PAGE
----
SpaceX launching test spacecraft on Wednesday: first step towards 12,000 internet satellite network
Written by David Adams
Wednesday February 21 should see the launch of a SpaceX Falcon 9 rocket that will form the first step towards construction of a new network of 12,000 satellites offering internet connectivity.
The world's attention may have been captured by the launch of the Falcon Heavy earlier this month, but the latest rocket's payload may prove to have much more lasting significance. SpaceX’s long term plan is to create a new infrastructure for the provision of satellite internet, using a mesh of almost 12,000 satellites, called Starlink. 7,518 satellite to operate at a height of 200 miles, with another 4,425 satellites using a different radio frequency and orbiting at 700 miles. The aim is to create a fleet of satellites able to provide coverage to any location on the planet at any time.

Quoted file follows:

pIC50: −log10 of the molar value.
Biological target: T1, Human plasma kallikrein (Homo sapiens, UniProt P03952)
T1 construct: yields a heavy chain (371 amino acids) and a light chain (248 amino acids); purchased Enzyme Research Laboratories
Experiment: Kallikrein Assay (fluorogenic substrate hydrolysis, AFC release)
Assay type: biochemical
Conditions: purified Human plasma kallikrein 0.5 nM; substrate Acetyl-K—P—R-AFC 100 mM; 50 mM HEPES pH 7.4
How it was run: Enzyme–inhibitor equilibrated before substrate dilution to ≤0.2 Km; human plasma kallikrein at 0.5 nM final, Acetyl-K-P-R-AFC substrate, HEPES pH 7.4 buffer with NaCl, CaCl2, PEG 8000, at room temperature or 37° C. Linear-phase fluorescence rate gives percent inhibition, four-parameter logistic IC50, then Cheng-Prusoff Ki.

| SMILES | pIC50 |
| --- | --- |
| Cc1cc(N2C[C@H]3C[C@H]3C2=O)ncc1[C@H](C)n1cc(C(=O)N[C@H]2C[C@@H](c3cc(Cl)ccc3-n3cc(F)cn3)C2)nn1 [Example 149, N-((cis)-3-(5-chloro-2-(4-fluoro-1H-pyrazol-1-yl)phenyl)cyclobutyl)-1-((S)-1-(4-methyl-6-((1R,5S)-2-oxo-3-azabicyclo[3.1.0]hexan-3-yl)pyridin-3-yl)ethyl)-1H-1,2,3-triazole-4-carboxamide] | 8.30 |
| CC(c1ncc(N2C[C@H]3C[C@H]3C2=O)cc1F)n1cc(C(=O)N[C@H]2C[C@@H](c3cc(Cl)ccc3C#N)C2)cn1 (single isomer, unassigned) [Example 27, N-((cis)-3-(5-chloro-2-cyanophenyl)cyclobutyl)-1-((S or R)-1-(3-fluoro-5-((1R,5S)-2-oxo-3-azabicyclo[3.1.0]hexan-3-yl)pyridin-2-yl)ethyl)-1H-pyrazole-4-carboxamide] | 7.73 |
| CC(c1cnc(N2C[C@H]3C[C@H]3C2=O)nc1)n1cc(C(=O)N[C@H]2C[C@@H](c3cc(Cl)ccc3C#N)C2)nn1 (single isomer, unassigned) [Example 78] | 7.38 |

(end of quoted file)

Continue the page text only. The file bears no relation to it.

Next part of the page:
There are still many technical challenges to overcome and the system would also need clearance from the Federal Communications Commission (FCC) to access the parts of the spectrum it would use, but the FCC chairman, Ajit Pai released a very supportive statement on February 14. The goal would be to launch the first of the Starlink satellites during 2019.
SpaceX is not the only company attempting to create a worldwide mesh of internet satellites: competitor OneWeb hopes to begin launching its own fleet later this year. But the OneWeb network will consist of 900 satellites, rather than the 11,943 SpaceX is planning to put into orbit.
The primary cargo carried by the Falcon 9 on February 21 is an earth observation satellite, Paz, which will collect views of the planet for government and commercial customers. But the rocket will also carry two other spacecraft, Microsat-2a and Microsat-2b, which will be used to test aspects of the proposed Starlink system.
Delayed more than once since mid-February, the Falcon 9 is due to launch from Vandenberg Air Force Base in California on Wednesday 21 at 6.17am local time.